The War In America

by Bill Crossman

I didn’t see the war in America

when I was four

dressed in my soldier suit posing

for photos on my Dad’s shoulder

at the Carolina Base

my eyes drawn past the barracks at

Black men in stripes and shackles

stumbling off the flatbed truck at the edge

of the woods, their clanking chains

in the turpentine pines around us

laying a silence

as Black women

boiling lye and fat for soap

set aside paddles, Black pitch-gatherers

rested machetes to watch

the prisoners scythe the drill ground in



this war my eyes were seeing I didn’t see

when I was four

watching skies for signs of invasion by

foreign powers, confident that war if it came

would come from over there, overseas

from my Dad’s shoulder I

smiled at the camera thinking war

almost over


we’d go home to



These striking poems reflect a value thread through Crossman’s life that began when, at age two, Bill and his mother left their suburban Connecticut home to follow his father—who’d been recruited into the Army at the start of World War II—to camps in the Deep South. After four years in segregated Mississippi, Florida and North Carolina, the family returned to Connecticut and Bill’s first three grades in school, only to quickly return to the South and settle in a segregated, whites-only, working-class, south Florida town. For nine years, Bill attended the whites-only public school system, graduating in 1957 before heading North to college. Bill’s daily experiences of racism and white supremacy during those southern years helped to shape his values and life choices.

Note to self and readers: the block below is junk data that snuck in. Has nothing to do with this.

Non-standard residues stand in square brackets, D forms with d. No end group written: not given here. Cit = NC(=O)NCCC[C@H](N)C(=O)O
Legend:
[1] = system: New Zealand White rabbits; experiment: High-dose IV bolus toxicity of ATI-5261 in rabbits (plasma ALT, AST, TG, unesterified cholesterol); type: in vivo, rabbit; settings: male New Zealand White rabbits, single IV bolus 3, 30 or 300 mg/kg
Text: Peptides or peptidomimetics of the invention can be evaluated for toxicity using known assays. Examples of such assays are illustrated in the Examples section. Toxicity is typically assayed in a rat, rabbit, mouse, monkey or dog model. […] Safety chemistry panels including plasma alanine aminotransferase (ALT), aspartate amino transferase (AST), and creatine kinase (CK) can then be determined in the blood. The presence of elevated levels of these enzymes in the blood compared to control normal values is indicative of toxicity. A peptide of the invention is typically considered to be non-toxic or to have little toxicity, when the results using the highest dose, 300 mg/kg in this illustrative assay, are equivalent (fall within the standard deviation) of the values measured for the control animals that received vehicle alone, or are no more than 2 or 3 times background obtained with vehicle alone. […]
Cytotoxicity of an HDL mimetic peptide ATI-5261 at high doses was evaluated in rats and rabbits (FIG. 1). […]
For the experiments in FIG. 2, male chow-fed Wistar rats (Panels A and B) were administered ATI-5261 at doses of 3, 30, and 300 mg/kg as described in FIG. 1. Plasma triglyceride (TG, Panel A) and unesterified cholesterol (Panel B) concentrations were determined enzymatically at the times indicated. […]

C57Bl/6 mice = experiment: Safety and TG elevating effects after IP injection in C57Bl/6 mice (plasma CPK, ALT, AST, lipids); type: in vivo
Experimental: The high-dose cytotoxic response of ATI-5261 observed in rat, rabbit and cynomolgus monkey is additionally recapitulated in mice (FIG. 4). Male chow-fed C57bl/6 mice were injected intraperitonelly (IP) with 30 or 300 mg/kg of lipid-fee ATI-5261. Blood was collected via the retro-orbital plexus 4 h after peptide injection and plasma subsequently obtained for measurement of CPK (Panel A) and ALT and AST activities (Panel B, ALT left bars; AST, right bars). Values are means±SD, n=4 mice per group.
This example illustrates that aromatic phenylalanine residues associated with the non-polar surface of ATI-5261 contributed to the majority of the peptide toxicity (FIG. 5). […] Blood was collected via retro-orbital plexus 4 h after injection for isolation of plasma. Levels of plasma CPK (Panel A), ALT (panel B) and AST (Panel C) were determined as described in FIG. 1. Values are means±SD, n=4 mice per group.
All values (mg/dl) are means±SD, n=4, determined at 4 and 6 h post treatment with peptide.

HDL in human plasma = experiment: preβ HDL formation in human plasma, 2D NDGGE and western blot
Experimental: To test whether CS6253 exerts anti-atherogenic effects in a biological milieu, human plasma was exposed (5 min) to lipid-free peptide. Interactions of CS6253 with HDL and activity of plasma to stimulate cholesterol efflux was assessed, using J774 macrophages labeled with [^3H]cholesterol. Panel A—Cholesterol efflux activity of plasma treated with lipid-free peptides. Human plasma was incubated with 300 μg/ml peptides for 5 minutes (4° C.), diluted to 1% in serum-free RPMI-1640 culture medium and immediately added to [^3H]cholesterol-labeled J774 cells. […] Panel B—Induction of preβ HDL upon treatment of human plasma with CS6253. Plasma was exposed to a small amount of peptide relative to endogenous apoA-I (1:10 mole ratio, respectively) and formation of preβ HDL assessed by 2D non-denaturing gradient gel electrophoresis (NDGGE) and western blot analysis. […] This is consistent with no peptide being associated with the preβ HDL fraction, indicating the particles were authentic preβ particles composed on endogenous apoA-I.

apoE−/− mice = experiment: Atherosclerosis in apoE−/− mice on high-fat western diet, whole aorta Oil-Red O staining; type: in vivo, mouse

In 1969, Bill decided to leave his position teaching philosophy at Tufts University to move to the San Francisco Bay Area to work in solidarity with the Black Panthers and the revolutionary Black prisoners’ movement. Through the decades, he’s remained active in anti-imperialist movements and in support of political prisoners. Bill has continued to teach at Bay Area community colleges and universities, and for eight years during the 1990s he taught at historically-Black Morris Brown College in Atlanta, GA.

Bill continues his decades-long commitment to revolutionary culture via his work as poet, jazz pianist, playwright (including his musical, John Brown’s Truth), and author of writings on the political impact of new technologies on literacy, education, and society.

The 25th Anniversary edition of “War In America” from which this excerpt was taken, is available at from Omerta Publications.

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